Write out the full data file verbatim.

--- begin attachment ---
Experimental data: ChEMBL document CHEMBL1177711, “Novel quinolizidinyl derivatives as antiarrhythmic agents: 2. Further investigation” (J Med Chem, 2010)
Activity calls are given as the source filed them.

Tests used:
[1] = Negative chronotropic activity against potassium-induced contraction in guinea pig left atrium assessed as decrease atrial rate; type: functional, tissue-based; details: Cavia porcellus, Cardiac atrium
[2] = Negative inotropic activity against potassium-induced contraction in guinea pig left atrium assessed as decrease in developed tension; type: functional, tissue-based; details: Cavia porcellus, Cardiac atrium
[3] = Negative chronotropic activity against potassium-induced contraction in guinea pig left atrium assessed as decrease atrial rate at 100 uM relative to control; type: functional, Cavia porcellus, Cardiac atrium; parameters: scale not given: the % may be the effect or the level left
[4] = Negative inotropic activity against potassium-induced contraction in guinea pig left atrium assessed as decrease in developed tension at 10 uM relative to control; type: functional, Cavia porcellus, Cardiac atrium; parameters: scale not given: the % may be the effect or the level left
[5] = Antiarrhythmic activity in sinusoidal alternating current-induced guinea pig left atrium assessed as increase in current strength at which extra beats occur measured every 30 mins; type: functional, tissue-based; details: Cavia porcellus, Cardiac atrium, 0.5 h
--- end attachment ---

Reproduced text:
Experimental data: ChEMBL document CHEMBL1177711, “Novel quinolizidinyl derivatives as antiarrhythmic agents: 2. Further investigation” (J Med Chem, 2010)
Activity calls are given as the source filed them.

Tests used:
[1] = Negative chronotropic activity against potassium-induced contraction in guinea pig left atrium assessed as decrease atrial rate; type: functional, tissue-based; details: Cavia porcellus, Cardiac atrium
[2] = Negative inotropic activity against potassium-induced contraction in guinea pig left atrium assessed as decrease in developed tension; type: functional, tissue-based; details: Cavia porcellus, Cardiac atrium
[3] = Negative chronotropic activity against potassium-induced contraction in guinea pig left atrium assessed as decrease atrial rate at 100 uM relative to control; type: functional, Cavia porcellus, Cardiac atrium; parameters: scale not given: the % may be the effect or the level left
[4] = Negative inotropic activity against potassium-induced contraction in guinea pig left atrium assessed as decrease in developed tension at 10 uM relative to control; type: functional, Cavia porcellus, Cardiac atrium; parameters: scale not given: the % may be the effect or the level left
[5] = Antiarrhythmic activity in sinusoidal alternating current-induced guinea pig left atrium assessed as increase in current strength at which extra beats occur measured every 30 mins; type: functional, tissue-based; details: Cavia porcellus, Cardiac atrium, 0.5 h